How Can a Business Become a Digital Powerhouse?By Samuel Greengard | Posted 2016-06-23 Email Print
Digital technology is rewriting business and IT rules. Success requires intrapreneurial thinking, rapid piloting, fast iteration and a different ecosystem.
The march toward digital technology is a long and meandering path. Business and IT leaders must cope with a mind-boggling array of business challenges and technology issues, and the landscape is changing rapidly and the intersection points are proliferating.
"We are still very early into the digital age," says Paul Daugherty, chief technology officer for Accenture. "Even organizations that have started to digitally transform have enormous challenges ahead. Digital transformation is moving forward at an exponential slope, and there is no a finish line."
To be sure, almost every organization now struggles with the task of becoming digital in one form or another. While about 22 percent of the world's gross domestic product (GDP) is now digital, the figure continues to rise, according to Accenture.
Along the way, business conditions are becoming more complex, and the future—filled with wearable tech, drones, robotics, Internet of things sensors and devices, 3D printing, augmented/virtual reality, artificial intelligence and deep learning—is becoming increasingly unclear. "In the past you could predict out five years," says Kim Smith, chief digital officer at Capgemini Consulting. "Now it's difficult to predict even a year into the future."
Digital business transformation is as much about business strategies and processes as it is about technology. Without the right organizational framework and a heavy dose of intrapreneurial thinking, it's next to impossible to embrace innovation and take performance to the next level.
Today, Smith says, it's critical to "fuel the disruption with dexterity." Without the ability to be highly flexible and agile, opportunities become overwhelming challenges. "It's a completely different way of thinking and approaching business," she adds.
Navigating to a Digital Business Model
A starting point for navigating to a digital business model is to understand that it's critical to build a framework that supports intrapreneurial thinking, rapid piloting and testing, occasional failures, fast iteration, as well as a radically different business ecosystem that incorporates smart partnerships and concepts such as open innovation.
"It's important to take a people-first and outside-in approach," Accenture's Daugherty advises. "It's all about the kind of experience you create for your customers and how you can make your employees more productive. The ability to innovate on a regular basis becomes a core differentiator in a digital environment."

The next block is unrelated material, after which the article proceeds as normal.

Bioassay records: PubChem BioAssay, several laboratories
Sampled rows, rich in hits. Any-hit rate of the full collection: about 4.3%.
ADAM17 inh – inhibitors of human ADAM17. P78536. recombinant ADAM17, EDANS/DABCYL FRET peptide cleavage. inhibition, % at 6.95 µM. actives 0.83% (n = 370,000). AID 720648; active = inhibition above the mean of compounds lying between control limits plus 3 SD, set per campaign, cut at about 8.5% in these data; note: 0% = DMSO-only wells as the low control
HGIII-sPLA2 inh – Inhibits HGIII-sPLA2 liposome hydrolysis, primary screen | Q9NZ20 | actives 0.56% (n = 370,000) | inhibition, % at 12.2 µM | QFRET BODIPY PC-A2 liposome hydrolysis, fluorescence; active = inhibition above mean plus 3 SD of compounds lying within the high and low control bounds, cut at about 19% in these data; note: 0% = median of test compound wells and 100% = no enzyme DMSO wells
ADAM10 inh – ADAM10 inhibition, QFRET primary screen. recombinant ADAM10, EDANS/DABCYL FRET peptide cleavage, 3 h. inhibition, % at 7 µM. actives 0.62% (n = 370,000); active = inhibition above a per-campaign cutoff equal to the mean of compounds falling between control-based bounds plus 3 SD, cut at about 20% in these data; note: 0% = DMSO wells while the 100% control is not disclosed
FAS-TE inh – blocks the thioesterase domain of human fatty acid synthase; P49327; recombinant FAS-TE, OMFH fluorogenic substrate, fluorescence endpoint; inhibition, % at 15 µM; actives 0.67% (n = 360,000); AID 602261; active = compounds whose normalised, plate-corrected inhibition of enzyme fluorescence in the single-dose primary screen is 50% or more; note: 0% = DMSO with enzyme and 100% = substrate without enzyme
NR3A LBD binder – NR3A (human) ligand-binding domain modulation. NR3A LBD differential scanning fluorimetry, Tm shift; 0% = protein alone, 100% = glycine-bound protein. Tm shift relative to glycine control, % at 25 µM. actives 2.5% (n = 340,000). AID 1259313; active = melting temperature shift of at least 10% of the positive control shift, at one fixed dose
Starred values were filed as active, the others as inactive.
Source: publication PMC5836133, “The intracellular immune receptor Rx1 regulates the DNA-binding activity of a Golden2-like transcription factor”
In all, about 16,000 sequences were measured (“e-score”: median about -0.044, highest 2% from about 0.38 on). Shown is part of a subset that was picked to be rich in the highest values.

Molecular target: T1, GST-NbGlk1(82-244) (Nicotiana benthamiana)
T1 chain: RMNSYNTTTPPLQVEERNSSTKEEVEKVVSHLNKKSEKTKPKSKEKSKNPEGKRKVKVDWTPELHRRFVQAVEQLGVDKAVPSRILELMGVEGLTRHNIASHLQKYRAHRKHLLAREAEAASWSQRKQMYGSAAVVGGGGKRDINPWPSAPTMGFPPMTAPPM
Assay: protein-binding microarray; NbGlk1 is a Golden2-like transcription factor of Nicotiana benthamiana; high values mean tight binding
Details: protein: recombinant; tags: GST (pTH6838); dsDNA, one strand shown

That's certainly the motivation at Florida Hospital's Celebration Health. The 203-bed facility, part of the Adventist Health System, handles about 10,000 surgeries annually.
"Providing an excellent patient experience has become a priority … along with the ability to ensure that we are using resources in the most efficient way possible," says Ashley Simmons, director of innovation development.
Over the last few years, the facility has adopted an array of sophisticated systems built on digital technology to drive gains. It uses RFID and real-time location services (RTLS) to track the movements of patients, nurses, equipment and other assets. The data is used to optimize patient flow and speed the turnover of rooms. A dashboard in the waiting area also keeps family members and friends informed about patients on a real-time basis.
Another system tracks nurses and patients as they move around the hospital. Through the use of RFID-enabled badges, the facility is able to study their movements and work patterns to better understand how to schedule their time, where to locate equipment and supplies, and the best ways to address other issues.
By crunching historical and current data, and comparing it to metrics and key performance indicators (KPIs), the organization introduced real-time and historical dashboards that display current statistics about important issues such as recovery times and room turnover. The system operates on an IT infrastructure that Florida Hospital upgraded to include a Cisco WiFi network, along with more advanced storage and servers that tap custom software and a SQL database.
The results have been impressive. The hospital has achieved a 10- to 24-minute reduction in total time in recovery for operating room patients. What's more, total recovery times are far more predictable, with an average of 20 percent less variation, Simmons notes. This, in turn, has contributed to higher customer satisfaction levels and an ability to release patients sooner.
In addition, the real-time data and dashboards running in the Post-Anesthesia Care Units (PACU) have led to a reduction of 6 to 16 minutes in hold times. Similarly, the Real-Time Acute Care dashboard lets caregivers know when to expect patients from the PACU.
"This project has opened our eyes to a whole new level of data, information and knowledge," Simmons reports.
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